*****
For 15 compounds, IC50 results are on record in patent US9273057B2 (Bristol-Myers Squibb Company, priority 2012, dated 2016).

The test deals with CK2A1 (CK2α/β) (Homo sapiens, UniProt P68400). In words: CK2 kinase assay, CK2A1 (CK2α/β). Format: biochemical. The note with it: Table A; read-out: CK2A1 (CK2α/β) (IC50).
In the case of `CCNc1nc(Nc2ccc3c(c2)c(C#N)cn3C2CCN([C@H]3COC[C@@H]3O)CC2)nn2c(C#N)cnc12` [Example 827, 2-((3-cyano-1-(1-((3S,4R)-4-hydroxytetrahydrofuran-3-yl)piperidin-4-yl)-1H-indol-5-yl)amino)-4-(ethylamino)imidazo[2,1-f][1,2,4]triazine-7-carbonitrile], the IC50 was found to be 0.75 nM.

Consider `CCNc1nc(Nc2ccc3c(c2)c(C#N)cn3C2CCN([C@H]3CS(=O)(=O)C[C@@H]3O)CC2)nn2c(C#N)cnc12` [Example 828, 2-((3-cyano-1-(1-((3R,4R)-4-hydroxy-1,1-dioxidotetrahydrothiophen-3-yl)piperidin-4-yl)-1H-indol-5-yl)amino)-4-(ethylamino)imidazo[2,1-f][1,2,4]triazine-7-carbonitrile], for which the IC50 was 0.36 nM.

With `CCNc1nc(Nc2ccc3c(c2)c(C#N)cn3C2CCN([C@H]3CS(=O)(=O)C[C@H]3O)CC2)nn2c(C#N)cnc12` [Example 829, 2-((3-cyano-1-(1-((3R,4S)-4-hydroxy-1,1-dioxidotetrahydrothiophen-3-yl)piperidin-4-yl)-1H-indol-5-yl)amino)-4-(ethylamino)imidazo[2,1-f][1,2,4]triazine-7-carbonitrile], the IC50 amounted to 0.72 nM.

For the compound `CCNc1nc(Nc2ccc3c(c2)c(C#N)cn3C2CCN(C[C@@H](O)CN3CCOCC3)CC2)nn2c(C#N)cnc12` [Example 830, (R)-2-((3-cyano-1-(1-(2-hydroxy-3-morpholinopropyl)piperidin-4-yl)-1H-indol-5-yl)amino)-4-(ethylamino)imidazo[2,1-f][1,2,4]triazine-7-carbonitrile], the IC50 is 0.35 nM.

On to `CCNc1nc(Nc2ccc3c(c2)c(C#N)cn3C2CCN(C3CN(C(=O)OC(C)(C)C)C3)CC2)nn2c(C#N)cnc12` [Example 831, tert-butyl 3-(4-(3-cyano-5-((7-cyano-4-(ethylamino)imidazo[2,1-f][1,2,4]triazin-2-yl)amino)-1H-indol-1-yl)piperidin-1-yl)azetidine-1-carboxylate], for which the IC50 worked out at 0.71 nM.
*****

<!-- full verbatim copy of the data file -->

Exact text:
For 15 compounds, IC50 results are on record in patent US9273057B2 (Bristol-Myers Squibb Company, priority 2012, dated 2016).

The test deals with CK2A1 (CK2α/β) (Homo sapiens, UniProt P68400). In words: CK2 kinase assay, CK2A1 (CK2α/β). Format: biochemical. The note with it: Table A; read-out: CK2A1 (CK2α/β) (IC50).
In the case of `CCNc1nc(Nc2ccc3c(c2)c(C#N)cn3C2CCN([C@H]3COC[C@@H]3O)CC2)nn2c(C#N)cnc12` [Example 827, 2-((3-cyano-1-(1-((3S,4R)-4-hydroxytetrahydrofuran-3-yl)piperidin-4-yl)-1H-indol-5-yl)amino)-4-(ethylamino)imidazo[2,1-f][1,2,4]triazine-7-carbonitrile], the IC50 was found to be 0.75 nM.

Consider `CCNc1nc(Nc2ccc3c(c2)c(C#N)cn3C2CCN([C@H]3CS(=O)(=O)C[C@@H]3O)CC2)nn2c(C#N)cnc12` [Example 828, 2-((3-cyano-1-(1-((3R,4R)-4-hydroxy-1,1-dioxidotetrahydrothiophen-3-yl)piperidin-4-yl)-1H-indol-5-yl)amino)-4-(ethylamino)imidazo[2,1-f][1,2,4]triazine-7-carbonitrile], for which the IC50 was 0.36 nM.

With `CCNc1nc(Nc2ccc3c(c2)c(C#N)cn3C2CCN([C@H]3CS(=O)(=O)C[C@H]3O)CC2)nn2c(C#N)cnc12` [Example 829, 2-((3-cyano-1-(1-((3R,4S)-4-hydroxy-1,1-dioxidotetrahydrothiophen-3-yl)piperidin-4-yl)-1H-indol-5-yl)amino)-4-(ethylamino)imidazo[2,1-f][1,2,4]triazine-7-carbonitrile], the IC50 amounted to 0.72 nM.

For the compound `CCNc1nc(Nc2ccc3c(c2)c(C#N)cn3C2CCN(C[C@@H](O)CN3CCOCC3)CC2)nn2c(C#N)cnc12` [Example 830, (R)-2-((3-cyano-1-(1-(2-hydroxy-3-morpholinopropyl)piperidin-4-yl)-1H-indol-5-yl)amino)-4-(ethylamino)imidazo[2,1-f][1,2,4]triazine-7-carbonitrile], the IC50 is 0.35 nM.

On to `CCNc1nc(Nc2ccc3c(c2)c(C#N)cn3C2CCN(C3CN(C(=O)OC(C)(C)C)C3)CC2)nn2c(C#N)cnc12` [Example 831, tert-butyl 3-(4-(3-cyano-5-((7-cyano-4-(ethylamino)imidazo[2,1-f][1,2,4]triazin-2-yl)amino)-1H-indol-1-yl)piperidin-1-yl)azetidine-1-carboxylate], for which the IC50 worked out at 0.71 nM.